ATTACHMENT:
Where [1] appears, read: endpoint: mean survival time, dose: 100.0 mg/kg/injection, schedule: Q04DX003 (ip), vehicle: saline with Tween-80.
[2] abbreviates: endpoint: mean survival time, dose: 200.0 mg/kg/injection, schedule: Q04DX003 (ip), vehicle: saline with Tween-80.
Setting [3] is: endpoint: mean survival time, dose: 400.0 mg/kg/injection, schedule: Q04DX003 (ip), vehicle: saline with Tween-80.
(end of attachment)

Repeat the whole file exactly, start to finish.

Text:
Where [1] appears, read: endpoint: mean survival time, dose: 100.0 mg/kg/injection, schedule: Q04DX003 (ip), vehicle: saline with Tween-80.
[2] abbreviates: endpoint: mean survival time, dose: 200.0 mg/kg/injection, schedule: Q04DX003 (ip), vehicle: saline with Tween-80.
Setting [3] is: endpoint: mean survival time, dose: 400.0 mg/kg/injection, schedule: Q04DX003 (ip), vehicle: saline with Tween-80.